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Thursday, January 8, 2015

Farm Ain't A Thing, Farm Is A Verb

Apologies to John Mayer for the allusion to a lyric from his great song, "Love Is A verb."  Like "love," "farm" can certainly be used as a noun, but in both cases, their essence is best captured in the verb - in the activity.  I bring this up as a continuation of an interesting discussion that has been going on for the last few
days since my last post about why it is possible for so few people to feed the rest of us.  Historian Rachel Laudan raised key questions on her blog about why farming is still mostly a family endeavor and why that matters to us.  Jayson Lusk (an ag economist) responded with a good point that although corporate farms represent a small number of entities, they are disproportionately significant in terms of production.   We might also consider the fact that a great many farms tracked by the USDA are very small, part time operations that contribute very little to overall production.

I think one of the things that complicates the whole discussion around food and farming, is that when we use the word "farm" as a noun, we could be talking about such a huge range of entities. Below I'll try to capture at least one measure of that diversity.

One Measure of the Diversity in Farming


The graph above is about the range of per-area value of crops in North America (using data from FAOStats).  You can see the vast area of relatively low farm-gate value row crops (corn, soy, canola,wheat...) in the $500-3000/hectare range ($200-$1,200/acre).  Then there is another set of crops in the $7-$30,000/hectare range that includes various "specialty crops" like fruits and vegetables.  This does not even capture big differences within a given crop (e.g. irrigated and non-irrigated row crops, berries for fresh market vs freezing...).  There are obviously major differences between the sorts of farms represented here beyond just the value of the crop.

The diversity gets even crazier when we look at agriculture globally where the value is spread over what looks like a tri-modal distribution with a 100+-fold difference in per area value. I'm not sure these stats even capture the super high value/area protected culture industry (shade houses to greenhouses) which is a rapidly growing segment around the world.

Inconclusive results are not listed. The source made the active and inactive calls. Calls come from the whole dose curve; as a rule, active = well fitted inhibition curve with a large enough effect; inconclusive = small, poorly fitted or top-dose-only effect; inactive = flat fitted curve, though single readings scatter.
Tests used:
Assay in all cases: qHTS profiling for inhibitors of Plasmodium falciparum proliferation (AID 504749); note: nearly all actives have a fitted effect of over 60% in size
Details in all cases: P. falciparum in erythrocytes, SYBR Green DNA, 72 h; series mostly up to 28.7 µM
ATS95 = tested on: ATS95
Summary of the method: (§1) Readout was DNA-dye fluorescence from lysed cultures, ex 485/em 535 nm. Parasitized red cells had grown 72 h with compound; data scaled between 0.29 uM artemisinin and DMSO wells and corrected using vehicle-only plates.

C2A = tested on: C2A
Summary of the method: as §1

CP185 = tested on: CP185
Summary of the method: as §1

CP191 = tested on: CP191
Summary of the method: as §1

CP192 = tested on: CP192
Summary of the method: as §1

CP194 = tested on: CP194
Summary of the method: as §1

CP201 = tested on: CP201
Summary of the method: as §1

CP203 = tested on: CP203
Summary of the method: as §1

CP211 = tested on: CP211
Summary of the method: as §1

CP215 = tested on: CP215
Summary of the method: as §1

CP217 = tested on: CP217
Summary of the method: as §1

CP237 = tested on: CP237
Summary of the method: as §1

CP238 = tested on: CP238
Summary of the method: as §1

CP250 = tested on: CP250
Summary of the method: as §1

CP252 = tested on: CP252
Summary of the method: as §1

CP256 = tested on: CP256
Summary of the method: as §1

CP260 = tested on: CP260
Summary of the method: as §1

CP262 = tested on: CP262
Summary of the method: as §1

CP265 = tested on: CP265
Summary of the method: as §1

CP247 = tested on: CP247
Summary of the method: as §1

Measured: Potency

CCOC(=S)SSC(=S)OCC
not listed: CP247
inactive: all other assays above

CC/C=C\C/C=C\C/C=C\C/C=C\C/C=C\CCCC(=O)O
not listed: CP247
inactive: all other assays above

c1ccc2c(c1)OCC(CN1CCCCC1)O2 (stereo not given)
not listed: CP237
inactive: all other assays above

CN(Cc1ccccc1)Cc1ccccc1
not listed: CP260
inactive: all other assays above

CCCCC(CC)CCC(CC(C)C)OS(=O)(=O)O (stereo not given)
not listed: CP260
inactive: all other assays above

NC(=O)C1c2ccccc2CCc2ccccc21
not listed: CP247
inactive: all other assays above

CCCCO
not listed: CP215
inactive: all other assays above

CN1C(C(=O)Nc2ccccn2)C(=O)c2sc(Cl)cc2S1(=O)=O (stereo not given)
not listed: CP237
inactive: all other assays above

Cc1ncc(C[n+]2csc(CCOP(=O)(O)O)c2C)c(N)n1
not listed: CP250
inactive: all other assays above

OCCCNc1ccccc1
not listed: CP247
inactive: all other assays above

To make the discussion even more complicated, these graphs do not even touch on animal agriculture which is not only diverse in terms of species, but also scale.  It includes everything from very small-scale cow/calf operations to large-scale feedlots or laying houses and everything in between. 

"Farm" as a verb


This brings me back (finally) to my title: "Farm ain't a thing, farm is a verb."  When we use farm as a noun we we might be talking about entities which are not even very similar. But I believe that there is an essential commonality about farming when we think of it as a verb.

As incredibly diverse as as farming may be in terms of value or even of the details of what the work involves, there is a certain universal thread.  It is essentially about harnessing the amazing potential of biology to produce things we really need and/or want.  For most of the people doing that, it is in the context of an environment that can only partially be controlled (as opposed to someone harnessing biology to use biology to produce something in a fermentation vat, and even that is tricky). Perhaps that is why there is some sort of commonality between the "farmers" who actualize the verb in so many different ways.

In my long career, I have had the chance to meet a very diverse set of people who farm.  My introduction to agriculture was via the super high-value wine grape industry in California.  These growers run some intensive operations.  On the other extreme, I've spent quite a bit of time talking with dry-land wheat farmers in Western North Dakota who must use a super low-input approach (I asked one such farmer cooperator to apply our experimental biocontrol agent for Canada Thistle with a 40 gallon/are spray.  He said, calmly: "Son, out here we call that an irrigation.")  Lately, on the speaking circuit, I've had some exposure to dairy and fish farming which is mostly new to me. 

My experience is still only with a small slice of what it means to farm, but I can honestly say that whether I am talking with one of those wheat farmers, or with a manager for a 60,000 acre almond operation, it feels like they have the same basic orientation.  They are all people who need to understand the dynamics of their particular biological system and what options they have to try to achieve their goals.  That is true for both organic and conventional farmers, or the common case of farmers who do both.